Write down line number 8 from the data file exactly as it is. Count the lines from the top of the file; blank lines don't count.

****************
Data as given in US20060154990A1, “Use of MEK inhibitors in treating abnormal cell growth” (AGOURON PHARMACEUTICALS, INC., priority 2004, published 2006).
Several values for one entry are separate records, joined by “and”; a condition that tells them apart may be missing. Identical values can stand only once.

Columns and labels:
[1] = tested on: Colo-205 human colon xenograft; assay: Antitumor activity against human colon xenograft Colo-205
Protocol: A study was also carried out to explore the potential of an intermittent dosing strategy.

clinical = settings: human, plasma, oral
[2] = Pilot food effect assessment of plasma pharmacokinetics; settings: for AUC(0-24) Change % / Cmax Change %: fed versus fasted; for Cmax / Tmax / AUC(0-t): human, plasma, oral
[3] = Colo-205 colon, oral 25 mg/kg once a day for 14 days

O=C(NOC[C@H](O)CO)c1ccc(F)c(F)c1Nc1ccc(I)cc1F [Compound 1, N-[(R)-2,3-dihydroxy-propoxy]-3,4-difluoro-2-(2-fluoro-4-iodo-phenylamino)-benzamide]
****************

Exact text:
[3] = Colo-205 colon, oral 25 mg/kg once a day for 14 days